Sundials - World's Oldest Clocks

North American Sundial Society

nass_news_2011_dec_UWashSundial

Want to watch a sundial in action?  Professor Woodruff Sullivan and Ian Smith at the University of Washington in Seattle have just launched an active webcam of the University’s large vertical declining sundial on the side of the Physics and Astronomy building.   The webcam image is updated once per minute day and night. “we know that some of you will want to stare at it for hours on end (or at least bookmark it….”

Their website has many features including the first two time-lapse movies of the giant sundial showing the all-day shadow on the summer solstice and on the autumn equinox. More time lapse videos will be presented during the months that come.  In the near future they will improve the present camera with higher-resolution and greater reliability.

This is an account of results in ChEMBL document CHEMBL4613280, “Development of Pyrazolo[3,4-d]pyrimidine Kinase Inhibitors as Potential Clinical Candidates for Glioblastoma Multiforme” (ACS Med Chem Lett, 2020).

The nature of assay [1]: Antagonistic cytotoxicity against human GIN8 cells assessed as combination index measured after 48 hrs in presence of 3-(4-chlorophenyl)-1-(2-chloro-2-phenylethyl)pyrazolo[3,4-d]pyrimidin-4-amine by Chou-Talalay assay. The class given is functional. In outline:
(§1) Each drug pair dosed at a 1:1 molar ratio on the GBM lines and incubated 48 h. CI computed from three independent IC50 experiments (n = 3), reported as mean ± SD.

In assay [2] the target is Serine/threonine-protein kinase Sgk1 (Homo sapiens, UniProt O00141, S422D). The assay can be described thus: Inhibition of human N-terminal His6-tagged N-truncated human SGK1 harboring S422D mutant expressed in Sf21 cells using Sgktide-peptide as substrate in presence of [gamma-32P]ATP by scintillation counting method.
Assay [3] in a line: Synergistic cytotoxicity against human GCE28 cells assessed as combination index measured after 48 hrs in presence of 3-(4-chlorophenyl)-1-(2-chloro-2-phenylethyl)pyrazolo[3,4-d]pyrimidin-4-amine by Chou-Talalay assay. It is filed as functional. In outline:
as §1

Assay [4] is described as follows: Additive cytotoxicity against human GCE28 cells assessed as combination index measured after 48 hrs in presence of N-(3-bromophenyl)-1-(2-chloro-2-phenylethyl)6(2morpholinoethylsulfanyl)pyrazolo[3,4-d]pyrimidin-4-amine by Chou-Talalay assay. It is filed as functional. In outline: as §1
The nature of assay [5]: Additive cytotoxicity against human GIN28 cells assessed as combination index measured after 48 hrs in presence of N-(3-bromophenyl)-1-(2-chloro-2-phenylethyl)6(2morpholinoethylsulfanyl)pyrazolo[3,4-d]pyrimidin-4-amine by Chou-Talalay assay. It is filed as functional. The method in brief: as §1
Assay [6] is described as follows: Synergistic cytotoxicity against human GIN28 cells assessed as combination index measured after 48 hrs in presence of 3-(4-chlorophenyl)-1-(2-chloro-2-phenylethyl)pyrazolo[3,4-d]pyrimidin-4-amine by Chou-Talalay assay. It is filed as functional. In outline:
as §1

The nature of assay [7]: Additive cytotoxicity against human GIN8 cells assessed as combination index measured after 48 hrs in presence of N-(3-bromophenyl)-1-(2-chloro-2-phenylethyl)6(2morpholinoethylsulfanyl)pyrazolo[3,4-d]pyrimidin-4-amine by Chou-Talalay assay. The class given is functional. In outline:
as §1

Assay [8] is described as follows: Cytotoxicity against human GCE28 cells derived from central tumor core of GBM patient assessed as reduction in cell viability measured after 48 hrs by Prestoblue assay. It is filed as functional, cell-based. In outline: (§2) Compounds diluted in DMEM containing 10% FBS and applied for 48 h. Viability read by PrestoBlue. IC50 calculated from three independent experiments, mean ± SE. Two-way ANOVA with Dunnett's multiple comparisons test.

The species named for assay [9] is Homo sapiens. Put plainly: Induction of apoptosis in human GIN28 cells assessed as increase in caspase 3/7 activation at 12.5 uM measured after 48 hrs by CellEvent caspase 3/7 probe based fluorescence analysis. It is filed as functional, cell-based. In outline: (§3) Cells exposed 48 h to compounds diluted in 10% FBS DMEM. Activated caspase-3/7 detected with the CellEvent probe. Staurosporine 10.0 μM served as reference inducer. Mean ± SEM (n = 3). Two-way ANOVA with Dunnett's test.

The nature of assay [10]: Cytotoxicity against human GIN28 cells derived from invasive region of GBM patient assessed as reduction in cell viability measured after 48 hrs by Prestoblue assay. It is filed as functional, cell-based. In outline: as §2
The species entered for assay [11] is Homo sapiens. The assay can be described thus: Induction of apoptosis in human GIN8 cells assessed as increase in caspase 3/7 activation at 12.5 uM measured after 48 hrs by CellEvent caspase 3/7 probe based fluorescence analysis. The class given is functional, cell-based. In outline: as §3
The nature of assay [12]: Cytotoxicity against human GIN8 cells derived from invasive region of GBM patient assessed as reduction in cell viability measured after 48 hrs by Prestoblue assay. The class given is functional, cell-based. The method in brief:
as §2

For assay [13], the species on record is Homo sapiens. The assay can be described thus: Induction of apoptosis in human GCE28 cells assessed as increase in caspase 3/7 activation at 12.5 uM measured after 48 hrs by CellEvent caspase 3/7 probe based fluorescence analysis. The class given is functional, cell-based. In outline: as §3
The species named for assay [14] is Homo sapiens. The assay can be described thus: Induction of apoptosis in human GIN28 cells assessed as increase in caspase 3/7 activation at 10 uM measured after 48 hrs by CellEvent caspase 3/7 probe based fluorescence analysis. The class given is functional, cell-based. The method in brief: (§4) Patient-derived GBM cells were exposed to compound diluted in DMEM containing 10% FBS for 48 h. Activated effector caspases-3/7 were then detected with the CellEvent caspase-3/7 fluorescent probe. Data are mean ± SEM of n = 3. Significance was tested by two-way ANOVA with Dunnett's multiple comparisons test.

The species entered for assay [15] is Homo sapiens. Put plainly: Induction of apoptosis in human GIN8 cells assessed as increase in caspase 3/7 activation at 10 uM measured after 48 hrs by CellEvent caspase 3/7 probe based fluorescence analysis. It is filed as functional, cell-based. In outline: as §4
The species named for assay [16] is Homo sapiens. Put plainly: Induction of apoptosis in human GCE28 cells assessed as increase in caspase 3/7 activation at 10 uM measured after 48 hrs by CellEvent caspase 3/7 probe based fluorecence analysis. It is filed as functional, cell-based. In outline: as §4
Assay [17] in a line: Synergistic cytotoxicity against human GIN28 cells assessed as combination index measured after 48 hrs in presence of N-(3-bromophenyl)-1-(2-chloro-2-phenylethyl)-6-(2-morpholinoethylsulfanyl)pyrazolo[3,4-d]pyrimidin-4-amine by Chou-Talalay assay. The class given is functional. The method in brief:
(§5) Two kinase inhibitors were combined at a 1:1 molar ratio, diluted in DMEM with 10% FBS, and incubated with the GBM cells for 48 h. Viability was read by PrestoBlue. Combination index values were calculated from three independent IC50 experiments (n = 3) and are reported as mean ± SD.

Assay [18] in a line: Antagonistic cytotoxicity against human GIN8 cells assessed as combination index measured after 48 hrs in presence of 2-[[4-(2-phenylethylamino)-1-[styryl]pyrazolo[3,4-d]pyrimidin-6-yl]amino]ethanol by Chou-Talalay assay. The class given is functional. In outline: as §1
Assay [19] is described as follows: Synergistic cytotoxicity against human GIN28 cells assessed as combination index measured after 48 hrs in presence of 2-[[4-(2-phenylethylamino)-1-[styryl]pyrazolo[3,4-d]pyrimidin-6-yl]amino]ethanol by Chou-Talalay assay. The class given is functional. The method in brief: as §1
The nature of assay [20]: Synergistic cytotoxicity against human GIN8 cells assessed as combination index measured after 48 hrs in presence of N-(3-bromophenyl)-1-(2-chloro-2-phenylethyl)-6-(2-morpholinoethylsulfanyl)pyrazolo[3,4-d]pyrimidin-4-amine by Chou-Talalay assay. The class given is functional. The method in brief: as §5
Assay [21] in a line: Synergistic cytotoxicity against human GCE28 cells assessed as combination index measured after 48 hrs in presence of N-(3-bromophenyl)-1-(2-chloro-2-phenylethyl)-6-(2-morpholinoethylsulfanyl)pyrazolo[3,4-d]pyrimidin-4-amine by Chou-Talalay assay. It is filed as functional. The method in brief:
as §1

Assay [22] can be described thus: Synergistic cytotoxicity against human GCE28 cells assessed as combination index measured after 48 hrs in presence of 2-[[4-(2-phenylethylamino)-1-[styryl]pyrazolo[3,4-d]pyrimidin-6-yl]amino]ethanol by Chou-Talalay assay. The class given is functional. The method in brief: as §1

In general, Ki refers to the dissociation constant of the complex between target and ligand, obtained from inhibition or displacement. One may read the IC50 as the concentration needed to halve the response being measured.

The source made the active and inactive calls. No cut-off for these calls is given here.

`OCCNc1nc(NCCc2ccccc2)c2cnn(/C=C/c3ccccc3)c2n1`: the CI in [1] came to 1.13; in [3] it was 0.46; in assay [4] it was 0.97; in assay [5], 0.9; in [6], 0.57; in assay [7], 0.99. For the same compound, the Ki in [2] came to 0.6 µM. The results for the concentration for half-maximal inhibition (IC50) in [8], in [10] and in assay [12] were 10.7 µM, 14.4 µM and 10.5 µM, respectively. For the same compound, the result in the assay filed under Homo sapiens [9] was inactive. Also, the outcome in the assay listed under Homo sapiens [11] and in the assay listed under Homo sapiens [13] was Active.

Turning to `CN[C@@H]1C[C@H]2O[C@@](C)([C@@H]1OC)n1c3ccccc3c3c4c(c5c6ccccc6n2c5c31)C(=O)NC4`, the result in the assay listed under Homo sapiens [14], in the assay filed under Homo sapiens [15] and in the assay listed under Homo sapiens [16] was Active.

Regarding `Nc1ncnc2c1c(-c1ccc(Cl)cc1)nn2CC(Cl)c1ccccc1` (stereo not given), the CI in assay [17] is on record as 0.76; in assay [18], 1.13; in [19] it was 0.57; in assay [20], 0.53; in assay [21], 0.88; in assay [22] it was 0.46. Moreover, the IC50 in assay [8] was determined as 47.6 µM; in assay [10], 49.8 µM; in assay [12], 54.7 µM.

A flurry of sundial webcams existed in 2004-05 when the EarthDial Project, the invention of Bill Nye and Woody Sullivan, was run under the auspices of The Planetary Society. The Project, with a motto Two Worlds, One Sun was run in conjunction with the MarsDial Project, which involved the Mars Exploration Rovers Spirit and Opportunity, each of which landed on Mars in 2004 with a small calibration target turned into a Mars sundial on its deck. People around the world were urged to build sundials of a standard design and display them to the world using a webcam. Click Here to See Time Lapse Movies of Some of These Dials.  A new Mars sundial will arrive red at the red planet next August onboard Curiosity.

Take a look at the new webcam at http://sunny.astro.washington.edu